“In order to provide you with the best possible care, what three medical facts should your doctor know about you?”
Thought-provoking posers like this are all part of Hello, a new, end-of-life conversation game that provides a solution to talk about serious things in an engaging, fun way.
It’s important to encourage end-of-life conversations, so your loved ones are aware of how you would like things to be handled towards the end of your life. Yet the majority of Americans have not yet considered end-of-life planning and it can be a difficult conversation to begin. Recent findings from the National Funeral Directors Association revealed two-thirds of Americans think telling loved ones about end of life plans and funeral wishes is important – but only 21 per cent have actually sat down and had that talk.
Considering end of life matters inspired Philadelphia-based Common Practice to develop Hello, a game that encourages you to talk to your family about what matters most to you.
The $24.95 game, which was originally named My Gift of Grace, sold 10,000 copies in its original format, which has since been updated so that people of no religious faith can feel included in the conversation.
“We wanted a name that signals what the game is all about,” says Common Practice. “Starting conversations in a nonthreatening way. So we’re calling it Hello.”
Behind Common Practice are Jethro Heiko and Nick Jehlen, who have been designing tools and campaigns for social change since 1995. The idea of their question and answer game is to sit around the table with family or friends and look into the future together. There are lots of questions provided to inspire deep thought, conversation and some laughter.
What music do you want to be listening to on your last day alive?
Who haven’t you talked to in more than six months that you would want to talk to before you died?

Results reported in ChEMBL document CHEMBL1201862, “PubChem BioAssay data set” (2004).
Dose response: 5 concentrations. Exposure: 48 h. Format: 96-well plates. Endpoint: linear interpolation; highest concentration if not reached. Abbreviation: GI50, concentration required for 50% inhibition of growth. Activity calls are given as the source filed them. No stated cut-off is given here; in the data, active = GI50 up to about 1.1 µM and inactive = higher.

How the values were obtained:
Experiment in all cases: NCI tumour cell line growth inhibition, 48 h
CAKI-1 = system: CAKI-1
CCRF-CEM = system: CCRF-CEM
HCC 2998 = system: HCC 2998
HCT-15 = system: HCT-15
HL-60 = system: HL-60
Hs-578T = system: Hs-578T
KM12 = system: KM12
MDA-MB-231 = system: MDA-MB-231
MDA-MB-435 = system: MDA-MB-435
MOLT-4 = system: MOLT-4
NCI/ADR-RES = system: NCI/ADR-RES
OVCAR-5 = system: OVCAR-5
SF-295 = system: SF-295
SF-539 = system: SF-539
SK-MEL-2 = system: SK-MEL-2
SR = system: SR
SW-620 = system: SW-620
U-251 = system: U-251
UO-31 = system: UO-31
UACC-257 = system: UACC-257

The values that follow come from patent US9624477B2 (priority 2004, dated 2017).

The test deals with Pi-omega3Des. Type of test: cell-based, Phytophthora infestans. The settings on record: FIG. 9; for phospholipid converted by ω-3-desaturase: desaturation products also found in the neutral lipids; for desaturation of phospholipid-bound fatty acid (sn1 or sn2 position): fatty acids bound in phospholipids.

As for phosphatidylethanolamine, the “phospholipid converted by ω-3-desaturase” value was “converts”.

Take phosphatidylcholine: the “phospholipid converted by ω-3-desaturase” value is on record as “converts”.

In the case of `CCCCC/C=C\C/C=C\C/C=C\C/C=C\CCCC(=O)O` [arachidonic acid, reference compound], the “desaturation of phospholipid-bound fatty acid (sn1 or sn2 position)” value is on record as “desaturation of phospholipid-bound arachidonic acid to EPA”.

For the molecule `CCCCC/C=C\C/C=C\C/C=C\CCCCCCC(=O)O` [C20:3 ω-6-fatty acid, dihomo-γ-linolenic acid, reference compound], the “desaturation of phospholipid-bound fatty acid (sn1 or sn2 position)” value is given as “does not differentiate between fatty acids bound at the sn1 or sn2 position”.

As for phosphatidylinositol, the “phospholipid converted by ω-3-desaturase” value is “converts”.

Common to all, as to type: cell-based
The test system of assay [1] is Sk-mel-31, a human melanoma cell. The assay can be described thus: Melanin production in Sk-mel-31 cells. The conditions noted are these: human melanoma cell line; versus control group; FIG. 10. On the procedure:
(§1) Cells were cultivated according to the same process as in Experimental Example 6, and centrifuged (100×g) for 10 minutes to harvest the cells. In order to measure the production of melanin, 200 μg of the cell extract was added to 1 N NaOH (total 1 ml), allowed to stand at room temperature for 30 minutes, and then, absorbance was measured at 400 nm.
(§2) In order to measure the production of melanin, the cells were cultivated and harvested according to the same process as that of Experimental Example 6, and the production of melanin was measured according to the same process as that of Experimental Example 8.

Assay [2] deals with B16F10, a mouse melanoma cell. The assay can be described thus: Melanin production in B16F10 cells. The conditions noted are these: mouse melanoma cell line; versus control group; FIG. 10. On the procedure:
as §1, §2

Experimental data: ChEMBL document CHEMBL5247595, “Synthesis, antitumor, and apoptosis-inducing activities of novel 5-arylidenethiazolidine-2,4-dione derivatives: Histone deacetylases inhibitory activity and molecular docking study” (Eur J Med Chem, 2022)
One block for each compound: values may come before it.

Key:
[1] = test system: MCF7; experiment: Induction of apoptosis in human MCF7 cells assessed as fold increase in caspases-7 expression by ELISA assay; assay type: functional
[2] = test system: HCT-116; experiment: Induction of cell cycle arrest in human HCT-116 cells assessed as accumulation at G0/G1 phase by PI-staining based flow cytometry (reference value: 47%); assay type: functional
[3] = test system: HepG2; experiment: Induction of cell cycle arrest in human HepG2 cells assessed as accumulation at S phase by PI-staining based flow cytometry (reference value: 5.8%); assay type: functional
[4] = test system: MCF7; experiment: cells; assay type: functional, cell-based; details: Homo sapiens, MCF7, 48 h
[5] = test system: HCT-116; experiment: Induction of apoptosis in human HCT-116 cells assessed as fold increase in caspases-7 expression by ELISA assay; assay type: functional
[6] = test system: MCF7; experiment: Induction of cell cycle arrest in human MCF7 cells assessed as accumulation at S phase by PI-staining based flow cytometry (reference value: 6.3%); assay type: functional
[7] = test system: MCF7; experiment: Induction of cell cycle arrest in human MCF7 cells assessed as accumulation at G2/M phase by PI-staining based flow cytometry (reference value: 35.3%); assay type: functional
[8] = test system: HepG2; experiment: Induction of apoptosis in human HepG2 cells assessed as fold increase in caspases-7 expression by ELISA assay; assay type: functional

- If you needed help going to the bathroom today, who would you ask to help you?
Players aged 13 years old and up can also bestow ‘thank you’ chips to those they feel have opened up and shared in meaningful ways. There are lots of hints and tips in the instruction manual, as you and family or friends begin to play. Common Practice has also developed an event kit version of the game, to inspire community get-togethers and death positive conversations.
In a study by Penn State Milton S. Hershey Medical Center, people with chronic illness and their caregivers played Hello. Three months later, the researchers called each participant to follow up and found that 75 per cent of them had gone on to complete some form of advance care planning. Some had looked into hospice care, while others had considered taking out life insurance, or creating an advance healthcare directive.
These findings have been published in the Journal of Pain and Symptom Management, as part of the University’s ongoing research into how playing Hello can encourage people to begin advance care planning and decision-making.
Previous studies have looked at whether people enjoy playing the game and if it encourages meaningful conversations. Dr. Lauren J. Van Scoy, an assistant professor of medicine and humanities in the Penn State College of Medicine, says they wanted to continue to explore if this resulted in people actually changing their behavior and engaging in advance care planning.
“Our findings suggest that not only is the game a positive experience, but it also helps motivate players to engage in advance care planning behaviors,” she said.
“I’m pleased that consistently, across three separate studies, we’ve seen that people go on to engage in advance care planning after playing the game.”
Although not always easy to think about, end-of-life planning can provide comfort and reassurance when the time comes and, in some cases, lower healthcare costs. Read more about the important end of life decisions you may want to consider, to provide you and your family with greater peace of mind.